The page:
There is widespread recognition that the current model for delivering health care in America is in need of repair. Over time, it has placed more emphasis on treating acute, episodic illness and less on proactive, preventive and consistent care over time.
One model being explored to address these concerns is the Patient-Centered Medical Home (PCMH), a delivery system method that addresses these limitations through improved care coordination across providers—often fueled by better use of health information technology—and more patient engagement. The model is being used in a variety of practice settings across the country.
This study from researchers at the University of Michigan, in collaboration with the Aligning Forces for Quality (AF4Q) evaluation team, looks at the readiness of primary care practices for implementing the PCMH model and provides guidelines for assessing and increasing its readiness. The authors conducted 66 in-person interviews at 16 primary care practices and found that motivation and capability are two critical components to implementing PCMH.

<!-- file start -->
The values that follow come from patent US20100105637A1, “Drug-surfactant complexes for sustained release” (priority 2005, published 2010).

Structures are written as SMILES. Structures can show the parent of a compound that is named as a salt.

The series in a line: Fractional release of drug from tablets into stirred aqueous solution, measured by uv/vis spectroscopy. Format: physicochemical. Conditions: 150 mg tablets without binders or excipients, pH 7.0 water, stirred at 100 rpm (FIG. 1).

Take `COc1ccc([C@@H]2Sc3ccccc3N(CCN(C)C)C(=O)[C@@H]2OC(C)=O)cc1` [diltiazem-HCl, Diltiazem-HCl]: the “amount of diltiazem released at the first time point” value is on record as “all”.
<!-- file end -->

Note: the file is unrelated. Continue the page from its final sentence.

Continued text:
The paper's authors identified several factors that distinguished practices with high PCMH implementation scores from those with low scores, finding that practices with high scores:
- viewed PCMH as valuable to practice and patient care
- regarded PCMH financial incentives as offsetting costs
- took an active role in learning about PCMH
- embraced and promoted change related to PCMH
- viewed resource and time barriers as challenges to overcome
AF4Q is the Robert Wood Johnson Foundation’s signature effort to improve the quality of care in the United States. This is the ninth research summary from the AF4Q evaluation team, which is studying the initiative to gain insights about community-based reform that can guide health care practice and policy.